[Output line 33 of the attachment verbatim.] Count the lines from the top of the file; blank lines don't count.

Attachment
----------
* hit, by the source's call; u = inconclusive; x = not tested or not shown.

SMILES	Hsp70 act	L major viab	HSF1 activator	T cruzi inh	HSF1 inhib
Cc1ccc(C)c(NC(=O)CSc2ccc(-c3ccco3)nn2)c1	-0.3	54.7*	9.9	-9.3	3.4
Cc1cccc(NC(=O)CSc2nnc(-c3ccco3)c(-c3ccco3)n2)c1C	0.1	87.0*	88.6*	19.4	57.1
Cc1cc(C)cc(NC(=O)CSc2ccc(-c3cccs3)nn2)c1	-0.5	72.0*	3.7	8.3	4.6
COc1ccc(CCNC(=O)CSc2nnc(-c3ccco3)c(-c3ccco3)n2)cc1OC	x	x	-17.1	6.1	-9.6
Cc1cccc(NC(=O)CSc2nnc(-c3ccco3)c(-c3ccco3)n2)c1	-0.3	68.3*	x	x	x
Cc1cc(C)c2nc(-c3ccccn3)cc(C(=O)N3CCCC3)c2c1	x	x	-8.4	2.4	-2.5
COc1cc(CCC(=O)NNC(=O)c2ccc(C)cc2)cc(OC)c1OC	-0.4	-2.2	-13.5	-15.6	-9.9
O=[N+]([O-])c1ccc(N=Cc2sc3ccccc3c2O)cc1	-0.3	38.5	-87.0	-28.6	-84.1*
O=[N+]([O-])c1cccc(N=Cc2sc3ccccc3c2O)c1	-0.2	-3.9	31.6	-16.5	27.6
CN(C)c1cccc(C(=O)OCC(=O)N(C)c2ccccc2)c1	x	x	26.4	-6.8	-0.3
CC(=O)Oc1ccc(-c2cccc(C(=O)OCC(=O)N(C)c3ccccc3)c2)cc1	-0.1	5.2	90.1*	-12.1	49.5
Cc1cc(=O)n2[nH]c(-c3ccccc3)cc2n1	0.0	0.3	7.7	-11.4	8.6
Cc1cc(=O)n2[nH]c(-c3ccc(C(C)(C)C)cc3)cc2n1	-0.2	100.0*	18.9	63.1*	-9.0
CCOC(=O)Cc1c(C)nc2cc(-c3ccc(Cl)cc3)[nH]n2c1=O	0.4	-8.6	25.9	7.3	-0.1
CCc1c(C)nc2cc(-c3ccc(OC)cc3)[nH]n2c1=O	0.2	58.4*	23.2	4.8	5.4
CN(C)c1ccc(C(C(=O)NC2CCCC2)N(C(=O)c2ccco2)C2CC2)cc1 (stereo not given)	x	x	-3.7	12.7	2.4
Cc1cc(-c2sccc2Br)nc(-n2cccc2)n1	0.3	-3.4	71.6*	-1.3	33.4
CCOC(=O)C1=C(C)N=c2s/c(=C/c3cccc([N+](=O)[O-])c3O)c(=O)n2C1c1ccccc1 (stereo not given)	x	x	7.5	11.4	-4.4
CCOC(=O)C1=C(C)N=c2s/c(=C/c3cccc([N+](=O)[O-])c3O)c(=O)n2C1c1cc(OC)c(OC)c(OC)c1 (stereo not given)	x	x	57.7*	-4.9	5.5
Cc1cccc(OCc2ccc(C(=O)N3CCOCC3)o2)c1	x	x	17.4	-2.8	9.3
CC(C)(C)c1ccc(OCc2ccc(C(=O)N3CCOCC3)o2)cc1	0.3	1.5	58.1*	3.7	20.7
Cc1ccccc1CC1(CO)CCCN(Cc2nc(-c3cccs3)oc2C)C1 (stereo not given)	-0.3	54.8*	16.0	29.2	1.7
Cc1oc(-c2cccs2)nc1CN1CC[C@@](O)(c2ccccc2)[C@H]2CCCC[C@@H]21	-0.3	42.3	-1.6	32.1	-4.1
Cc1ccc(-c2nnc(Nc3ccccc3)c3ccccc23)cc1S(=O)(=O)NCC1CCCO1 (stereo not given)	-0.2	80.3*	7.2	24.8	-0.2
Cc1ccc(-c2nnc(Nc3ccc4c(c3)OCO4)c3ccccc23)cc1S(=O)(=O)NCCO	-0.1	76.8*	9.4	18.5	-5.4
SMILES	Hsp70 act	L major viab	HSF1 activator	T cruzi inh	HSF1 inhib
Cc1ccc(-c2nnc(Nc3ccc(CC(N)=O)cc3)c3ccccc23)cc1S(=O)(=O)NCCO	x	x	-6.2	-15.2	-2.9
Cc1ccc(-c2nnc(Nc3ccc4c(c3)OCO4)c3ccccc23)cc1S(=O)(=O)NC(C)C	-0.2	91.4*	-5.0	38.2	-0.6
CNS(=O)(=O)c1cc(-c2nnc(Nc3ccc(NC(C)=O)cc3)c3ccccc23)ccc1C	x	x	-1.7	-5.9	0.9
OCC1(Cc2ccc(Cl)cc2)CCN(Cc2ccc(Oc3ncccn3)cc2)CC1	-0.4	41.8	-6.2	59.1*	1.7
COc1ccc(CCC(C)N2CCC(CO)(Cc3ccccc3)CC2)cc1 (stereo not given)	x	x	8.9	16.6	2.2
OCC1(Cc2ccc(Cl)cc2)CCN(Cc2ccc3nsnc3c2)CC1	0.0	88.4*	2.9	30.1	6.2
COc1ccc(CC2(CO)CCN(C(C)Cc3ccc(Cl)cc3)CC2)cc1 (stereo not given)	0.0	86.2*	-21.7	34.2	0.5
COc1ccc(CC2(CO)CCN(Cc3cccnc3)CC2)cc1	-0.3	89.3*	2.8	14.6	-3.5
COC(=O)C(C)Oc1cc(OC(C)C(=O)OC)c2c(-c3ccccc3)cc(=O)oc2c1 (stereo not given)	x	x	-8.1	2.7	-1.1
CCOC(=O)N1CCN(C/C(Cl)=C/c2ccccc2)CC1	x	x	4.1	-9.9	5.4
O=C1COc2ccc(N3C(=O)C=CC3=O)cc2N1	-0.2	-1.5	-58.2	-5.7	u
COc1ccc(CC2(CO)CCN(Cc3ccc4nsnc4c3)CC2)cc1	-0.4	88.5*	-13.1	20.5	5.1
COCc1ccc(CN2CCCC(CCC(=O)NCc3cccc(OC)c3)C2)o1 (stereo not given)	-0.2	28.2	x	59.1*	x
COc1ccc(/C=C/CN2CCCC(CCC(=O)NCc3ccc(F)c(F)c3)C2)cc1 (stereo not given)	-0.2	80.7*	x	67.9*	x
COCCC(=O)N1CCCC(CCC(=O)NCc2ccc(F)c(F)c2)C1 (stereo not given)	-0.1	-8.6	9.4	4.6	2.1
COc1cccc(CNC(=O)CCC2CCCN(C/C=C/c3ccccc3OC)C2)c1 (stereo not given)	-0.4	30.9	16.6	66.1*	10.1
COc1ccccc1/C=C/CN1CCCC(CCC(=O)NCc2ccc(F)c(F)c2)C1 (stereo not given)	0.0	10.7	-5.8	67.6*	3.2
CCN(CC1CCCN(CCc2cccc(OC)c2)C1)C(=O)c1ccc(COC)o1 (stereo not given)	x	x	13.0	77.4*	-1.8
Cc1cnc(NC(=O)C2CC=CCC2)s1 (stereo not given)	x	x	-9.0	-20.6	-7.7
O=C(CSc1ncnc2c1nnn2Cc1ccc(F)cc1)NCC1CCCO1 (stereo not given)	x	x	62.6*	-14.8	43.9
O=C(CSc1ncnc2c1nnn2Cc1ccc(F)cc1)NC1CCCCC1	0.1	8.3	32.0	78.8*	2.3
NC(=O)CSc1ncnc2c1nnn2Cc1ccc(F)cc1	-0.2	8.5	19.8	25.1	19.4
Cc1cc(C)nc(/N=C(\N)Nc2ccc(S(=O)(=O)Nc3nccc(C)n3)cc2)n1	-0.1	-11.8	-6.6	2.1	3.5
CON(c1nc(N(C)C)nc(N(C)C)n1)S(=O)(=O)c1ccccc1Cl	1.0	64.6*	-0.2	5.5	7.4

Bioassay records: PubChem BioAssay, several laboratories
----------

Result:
COc1ccc(CCC(C)N2CCC(CO)(Cc3ccccc3)CC2)cc1 (stereo not given)	x	x	8.9	16.6	2.2